Indigo: Write, write, write. And do pay a professional editor. Unlike many who say that’s silly because publishers edit your work their way after acceptance, I do not think I would have been accepted if I had not paid my editor. I have not mentioned my editor’s name, or my agent’s name, but will if I am allowed. I thought maybe it would sound like an ad.
Morgen: If you could invite three people from any era to dinner, who would you choose and what would you cook (or hide the takeaway containers)?
Indigo: E.L. James, Jackie Collins, Grace Metalious (I think that is spelled right – her book, “Peyton Place”, from my mother’s teenage years in the ‘60s changed the way fiction was written forever.)
Morgen: I’d heard of the book but not the author (Google has the same spelling). :) If you had to choose a single day from your past to re-live over and over, what day would it be and why?
Indigo: The day I left the hospital with my baby, Patricia Anne.
Morgen: Ah… Is there a word, phrase or quote you like?
Indigo: “My life is like a stroll on the beach… as near the edge as I can go.” Thoreau. I have that on my website!
Morgen: I like it. What do you do when you’re not writing?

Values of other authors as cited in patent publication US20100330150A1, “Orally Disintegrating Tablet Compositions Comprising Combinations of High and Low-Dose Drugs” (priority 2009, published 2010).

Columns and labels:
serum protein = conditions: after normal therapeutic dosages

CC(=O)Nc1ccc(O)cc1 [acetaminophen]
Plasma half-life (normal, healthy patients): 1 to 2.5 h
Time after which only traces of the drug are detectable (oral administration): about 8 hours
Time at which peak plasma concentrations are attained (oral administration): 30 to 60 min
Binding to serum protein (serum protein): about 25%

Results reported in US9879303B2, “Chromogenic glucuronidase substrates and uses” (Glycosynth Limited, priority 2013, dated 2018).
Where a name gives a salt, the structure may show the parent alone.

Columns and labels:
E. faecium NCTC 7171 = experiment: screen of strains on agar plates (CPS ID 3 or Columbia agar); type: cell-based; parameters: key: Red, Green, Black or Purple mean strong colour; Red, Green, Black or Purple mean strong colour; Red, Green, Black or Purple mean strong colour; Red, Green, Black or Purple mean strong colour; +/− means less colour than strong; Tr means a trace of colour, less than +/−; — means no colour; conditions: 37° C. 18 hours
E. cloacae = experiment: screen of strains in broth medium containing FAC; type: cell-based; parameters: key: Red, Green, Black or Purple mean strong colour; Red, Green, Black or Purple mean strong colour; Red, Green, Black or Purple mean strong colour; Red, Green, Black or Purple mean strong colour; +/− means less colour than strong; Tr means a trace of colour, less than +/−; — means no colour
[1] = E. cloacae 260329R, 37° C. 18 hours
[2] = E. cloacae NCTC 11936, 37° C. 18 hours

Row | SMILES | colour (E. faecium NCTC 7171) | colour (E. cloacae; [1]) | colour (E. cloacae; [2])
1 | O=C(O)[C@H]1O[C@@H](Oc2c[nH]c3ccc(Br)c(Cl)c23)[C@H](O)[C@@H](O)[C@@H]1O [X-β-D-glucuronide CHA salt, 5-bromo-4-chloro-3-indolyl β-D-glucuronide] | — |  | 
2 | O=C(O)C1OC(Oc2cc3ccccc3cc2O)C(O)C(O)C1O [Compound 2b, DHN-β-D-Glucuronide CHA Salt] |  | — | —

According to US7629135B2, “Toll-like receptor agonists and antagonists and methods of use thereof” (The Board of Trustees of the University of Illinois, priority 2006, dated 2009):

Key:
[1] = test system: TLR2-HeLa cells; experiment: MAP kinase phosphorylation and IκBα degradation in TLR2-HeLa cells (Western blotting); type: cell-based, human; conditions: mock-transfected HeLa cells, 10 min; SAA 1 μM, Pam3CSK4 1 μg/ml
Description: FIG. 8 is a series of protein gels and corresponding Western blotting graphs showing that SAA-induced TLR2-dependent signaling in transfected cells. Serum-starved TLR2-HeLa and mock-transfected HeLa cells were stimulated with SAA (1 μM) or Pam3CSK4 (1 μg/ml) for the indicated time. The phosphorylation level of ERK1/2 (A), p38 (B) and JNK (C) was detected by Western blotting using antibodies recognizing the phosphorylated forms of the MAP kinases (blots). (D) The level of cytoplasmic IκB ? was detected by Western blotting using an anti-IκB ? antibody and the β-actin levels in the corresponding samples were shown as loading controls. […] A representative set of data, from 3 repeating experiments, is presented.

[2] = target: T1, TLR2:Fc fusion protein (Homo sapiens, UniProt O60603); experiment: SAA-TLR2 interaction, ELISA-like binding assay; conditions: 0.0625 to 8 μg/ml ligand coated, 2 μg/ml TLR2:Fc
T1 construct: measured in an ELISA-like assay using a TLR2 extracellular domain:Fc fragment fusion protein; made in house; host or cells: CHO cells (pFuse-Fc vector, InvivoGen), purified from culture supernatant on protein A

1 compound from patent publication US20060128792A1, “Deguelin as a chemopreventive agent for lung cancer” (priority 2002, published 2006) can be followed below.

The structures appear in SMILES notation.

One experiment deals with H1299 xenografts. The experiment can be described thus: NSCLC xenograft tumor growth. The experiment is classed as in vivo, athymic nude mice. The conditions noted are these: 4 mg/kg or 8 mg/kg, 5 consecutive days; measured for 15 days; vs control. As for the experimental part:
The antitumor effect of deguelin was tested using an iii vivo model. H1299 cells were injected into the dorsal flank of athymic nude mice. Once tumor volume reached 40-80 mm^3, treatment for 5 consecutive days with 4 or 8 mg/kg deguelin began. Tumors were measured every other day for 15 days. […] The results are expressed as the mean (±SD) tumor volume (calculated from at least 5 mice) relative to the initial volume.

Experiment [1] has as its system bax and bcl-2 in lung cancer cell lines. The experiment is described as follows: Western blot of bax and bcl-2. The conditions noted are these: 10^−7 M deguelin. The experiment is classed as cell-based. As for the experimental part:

Indigo: I work as a cocktail waitress and occasional bartender. I live on the beach and love the sun, walking and swimming in a nearby pool too. I am not much of a “party” or night-life person.
Morgen: I love the beach… and ended up living in one of the most central counties in England. How badly planned was that (completely unplanned actually). Are there any writing-related websites and / or books that you find useful?
Indigo: Oh wow…
Morgen: Are you on any forums or networking sites? If so, how valuable do you find them?
Indigo: I am on Twitter and Facebook and have a Windows Live and Yahoo profile. I also belong to a few romance reader and writers sites on Yahoo. My first book stats aren’t in yet but I think social sites are a very, very, very valuable tool.